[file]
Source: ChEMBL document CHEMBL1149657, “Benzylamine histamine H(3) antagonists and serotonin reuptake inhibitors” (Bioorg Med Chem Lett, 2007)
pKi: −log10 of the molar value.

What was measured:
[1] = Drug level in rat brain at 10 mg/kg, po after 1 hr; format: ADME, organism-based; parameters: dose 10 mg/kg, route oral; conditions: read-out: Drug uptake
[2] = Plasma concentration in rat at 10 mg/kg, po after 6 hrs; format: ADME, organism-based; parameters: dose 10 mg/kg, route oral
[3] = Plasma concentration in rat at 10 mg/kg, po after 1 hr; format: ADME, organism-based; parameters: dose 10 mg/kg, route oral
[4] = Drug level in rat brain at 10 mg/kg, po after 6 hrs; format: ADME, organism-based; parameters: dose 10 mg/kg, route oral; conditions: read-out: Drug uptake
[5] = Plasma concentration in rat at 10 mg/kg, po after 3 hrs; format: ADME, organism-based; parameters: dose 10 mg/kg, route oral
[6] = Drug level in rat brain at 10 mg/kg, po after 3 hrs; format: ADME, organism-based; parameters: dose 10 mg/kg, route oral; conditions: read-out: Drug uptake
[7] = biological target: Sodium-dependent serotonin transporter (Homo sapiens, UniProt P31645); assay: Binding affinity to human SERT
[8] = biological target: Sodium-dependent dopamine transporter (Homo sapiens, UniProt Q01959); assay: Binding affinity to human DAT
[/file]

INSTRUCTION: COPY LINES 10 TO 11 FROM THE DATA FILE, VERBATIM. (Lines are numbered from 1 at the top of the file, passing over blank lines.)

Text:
[7] = biological target: Sodium-dependent serotonin transporter (Homo sapiens, UniProt P31645); assay: Binding affinity to human SERT
[8] = biological target: Sodium-dependent dopamine transporter (Homo sapiens, UniProt Q01959); assay: Binding affinity to human DAT